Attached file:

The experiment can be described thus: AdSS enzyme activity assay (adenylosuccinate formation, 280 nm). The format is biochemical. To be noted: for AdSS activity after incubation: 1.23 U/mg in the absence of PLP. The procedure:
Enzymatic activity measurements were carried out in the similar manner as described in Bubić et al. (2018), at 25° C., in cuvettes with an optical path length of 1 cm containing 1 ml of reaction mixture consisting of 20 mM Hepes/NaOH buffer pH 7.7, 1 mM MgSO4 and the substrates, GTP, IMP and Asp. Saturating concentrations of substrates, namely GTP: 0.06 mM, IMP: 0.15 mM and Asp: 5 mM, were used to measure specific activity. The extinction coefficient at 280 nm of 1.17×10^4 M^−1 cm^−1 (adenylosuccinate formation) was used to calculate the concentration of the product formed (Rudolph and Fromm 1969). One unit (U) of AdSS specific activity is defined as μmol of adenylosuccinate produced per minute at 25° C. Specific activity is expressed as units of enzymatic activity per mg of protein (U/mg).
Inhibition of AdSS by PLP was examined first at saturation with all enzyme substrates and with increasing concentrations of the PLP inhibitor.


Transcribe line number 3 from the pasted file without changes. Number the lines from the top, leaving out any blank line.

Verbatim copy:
Inhibition of AdSS by PLP was examined first at saturation with all enzyme substrates and with increasing concentrations of the PLP inhibitor.